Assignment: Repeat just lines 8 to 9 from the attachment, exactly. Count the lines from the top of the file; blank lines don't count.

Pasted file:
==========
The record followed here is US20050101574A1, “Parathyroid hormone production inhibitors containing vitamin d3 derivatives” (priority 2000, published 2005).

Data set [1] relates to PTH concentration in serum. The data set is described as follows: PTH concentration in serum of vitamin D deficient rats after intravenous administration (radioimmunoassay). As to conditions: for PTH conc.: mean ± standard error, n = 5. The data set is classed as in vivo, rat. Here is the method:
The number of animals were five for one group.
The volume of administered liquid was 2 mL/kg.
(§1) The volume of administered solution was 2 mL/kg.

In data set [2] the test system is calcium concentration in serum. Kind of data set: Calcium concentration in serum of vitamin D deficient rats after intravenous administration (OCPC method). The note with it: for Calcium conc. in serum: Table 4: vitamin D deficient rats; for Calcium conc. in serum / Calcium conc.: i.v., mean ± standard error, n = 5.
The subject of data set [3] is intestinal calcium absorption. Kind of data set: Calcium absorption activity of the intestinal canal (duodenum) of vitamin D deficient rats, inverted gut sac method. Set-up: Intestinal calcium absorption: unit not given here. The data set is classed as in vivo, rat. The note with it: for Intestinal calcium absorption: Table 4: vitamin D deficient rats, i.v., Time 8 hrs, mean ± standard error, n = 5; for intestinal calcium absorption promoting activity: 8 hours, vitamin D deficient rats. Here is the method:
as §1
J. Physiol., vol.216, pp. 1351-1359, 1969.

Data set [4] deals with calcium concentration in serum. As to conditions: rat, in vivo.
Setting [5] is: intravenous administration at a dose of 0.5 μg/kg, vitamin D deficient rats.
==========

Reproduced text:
as §1
J. Physiol., vol.216, pp. 1351-1359, 1969.